A teratogen is any medication, chemical, infectious disease or environmental agent that could interfere with the development of the fetus during pregnancy. The result may be loss of the pregnancy, a birth defect or pregnancy complications. Common teratogens include:

  • Prescribed or over-the-counter medications or vaccinations
  • Diseases or infections
  • Exposure in the workplace, at home or in the community to chemical agents such as paints, varnishes and pesticides
  • Exposure to physical agents, such as excessive heat or radiation
  • Excessive consumption of agents known or suspected of being harmful to the developing baby, such as alcohol, tobacco, caffeine, vitamins or illicit drugs

Teratogen Inquiry Service: MotherToBaby IN

To help avoid or address teratogenic damage to a fetus, Riley Hospital for Children at Indiana University Health provides the MotherToBaby IN service. This is a telephone inquiry service, available to:

  • Physicians
  • Nurses
  • Midwives
  • Other health professionals caring for pregnant women
  • Women who are already pregnant
  • Women thinking about becoming pregnant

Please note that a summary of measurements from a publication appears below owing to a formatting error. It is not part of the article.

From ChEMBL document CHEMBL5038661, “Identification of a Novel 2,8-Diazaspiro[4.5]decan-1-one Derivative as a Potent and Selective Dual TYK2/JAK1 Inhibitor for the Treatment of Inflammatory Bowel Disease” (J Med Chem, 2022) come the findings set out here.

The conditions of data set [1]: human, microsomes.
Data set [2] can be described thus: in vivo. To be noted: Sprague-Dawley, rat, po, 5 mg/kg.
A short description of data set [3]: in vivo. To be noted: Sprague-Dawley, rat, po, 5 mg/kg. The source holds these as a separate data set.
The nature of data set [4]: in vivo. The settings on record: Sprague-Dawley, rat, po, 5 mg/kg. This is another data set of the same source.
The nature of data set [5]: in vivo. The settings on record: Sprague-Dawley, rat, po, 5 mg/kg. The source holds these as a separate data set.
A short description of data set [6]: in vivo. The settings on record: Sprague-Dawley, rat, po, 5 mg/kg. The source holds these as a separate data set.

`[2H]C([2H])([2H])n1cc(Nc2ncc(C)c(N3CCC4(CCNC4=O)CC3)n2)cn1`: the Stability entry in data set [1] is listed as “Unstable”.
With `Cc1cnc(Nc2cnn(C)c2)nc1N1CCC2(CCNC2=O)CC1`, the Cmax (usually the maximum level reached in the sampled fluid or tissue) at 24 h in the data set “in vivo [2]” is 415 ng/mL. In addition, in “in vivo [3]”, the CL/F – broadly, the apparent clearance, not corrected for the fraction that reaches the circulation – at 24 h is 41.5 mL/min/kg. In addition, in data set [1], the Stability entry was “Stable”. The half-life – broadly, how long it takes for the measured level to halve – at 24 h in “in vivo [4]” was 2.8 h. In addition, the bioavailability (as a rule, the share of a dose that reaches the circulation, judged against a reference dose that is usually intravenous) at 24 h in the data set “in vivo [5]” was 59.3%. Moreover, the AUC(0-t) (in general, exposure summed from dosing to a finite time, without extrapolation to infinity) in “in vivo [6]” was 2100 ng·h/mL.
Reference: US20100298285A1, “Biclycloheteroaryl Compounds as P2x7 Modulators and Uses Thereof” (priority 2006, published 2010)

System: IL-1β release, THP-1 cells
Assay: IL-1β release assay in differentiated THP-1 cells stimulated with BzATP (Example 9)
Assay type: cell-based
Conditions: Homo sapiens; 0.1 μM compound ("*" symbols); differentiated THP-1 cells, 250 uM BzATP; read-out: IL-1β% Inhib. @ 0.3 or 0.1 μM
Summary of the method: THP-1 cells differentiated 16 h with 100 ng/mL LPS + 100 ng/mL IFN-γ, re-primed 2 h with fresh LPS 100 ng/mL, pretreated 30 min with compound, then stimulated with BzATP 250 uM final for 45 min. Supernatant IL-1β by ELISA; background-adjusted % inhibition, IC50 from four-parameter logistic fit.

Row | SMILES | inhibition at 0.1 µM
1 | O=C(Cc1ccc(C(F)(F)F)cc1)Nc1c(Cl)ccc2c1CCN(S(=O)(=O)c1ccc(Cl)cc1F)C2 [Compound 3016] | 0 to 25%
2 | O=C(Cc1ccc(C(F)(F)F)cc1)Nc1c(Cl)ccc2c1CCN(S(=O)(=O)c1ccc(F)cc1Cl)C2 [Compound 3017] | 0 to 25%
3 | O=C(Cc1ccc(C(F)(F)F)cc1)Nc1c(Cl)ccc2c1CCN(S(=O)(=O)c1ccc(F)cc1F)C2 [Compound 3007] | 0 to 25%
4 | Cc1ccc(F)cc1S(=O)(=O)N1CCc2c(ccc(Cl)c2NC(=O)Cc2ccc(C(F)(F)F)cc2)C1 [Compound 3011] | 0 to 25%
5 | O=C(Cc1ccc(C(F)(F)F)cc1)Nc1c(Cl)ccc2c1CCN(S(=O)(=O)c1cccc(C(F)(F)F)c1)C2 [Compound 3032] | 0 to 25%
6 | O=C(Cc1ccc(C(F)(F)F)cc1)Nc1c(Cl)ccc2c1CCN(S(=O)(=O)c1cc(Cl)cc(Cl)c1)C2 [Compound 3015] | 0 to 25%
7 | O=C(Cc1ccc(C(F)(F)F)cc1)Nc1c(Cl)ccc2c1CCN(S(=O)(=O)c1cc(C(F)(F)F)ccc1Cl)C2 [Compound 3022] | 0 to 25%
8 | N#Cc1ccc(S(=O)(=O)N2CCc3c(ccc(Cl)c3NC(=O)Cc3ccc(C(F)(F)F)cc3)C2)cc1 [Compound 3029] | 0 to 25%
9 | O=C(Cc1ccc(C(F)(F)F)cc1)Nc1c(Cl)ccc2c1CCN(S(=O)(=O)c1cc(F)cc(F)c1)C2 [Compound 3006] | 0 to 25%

MotherToBaby IN provides central, up-to-date information from computerized sources, professional articles and expert consultants by simply calling 317.274.1071. Also available is lactation information about particular teratogenic agents. Phone calls will be answered by a genetic counselor, in consultation with Dr. Wilfredo Torres-Martinez or other geneticists in the Department of Medical and Molecular Genetics at the Indiana University Medical Center. There is no fee for this service.

What Information Do I Need to Provide?

When you call, the MotherToBaby IN coordinator will ask for the following information:

  • Exact name of the medication, drug, disease, type of X-ray or other agent of concern
  • Exact dose, if possible (how many tablets, what strength, how much alcohol, how many shots, how many X-rays)
  • Duration of the exposure (how many days medication was taken, how many times per week alcohol was consumed)
  • Date(s) during which exposure took place
  • Last menstrual period and current gestation of the patient
  • Any family history of birth defects or genetic disease
  • Maternal conditions and/or any major complications in the pregnancy

MotherToBaby IN Service Providers

Wilfredo Torres, M.D. 
Clinical Assistant Professor of Medical and Molecular Genetics

David D. Weaver, M.D. 
Director of the Indiana Teratogen Information Service
Professor of Medical and Molecular Genetics

MotherToBaby IN Service Hours

Monday – Friday, 9 a.m. to 5 p.m. Contact the coordinator at 317.274.1071 for further information.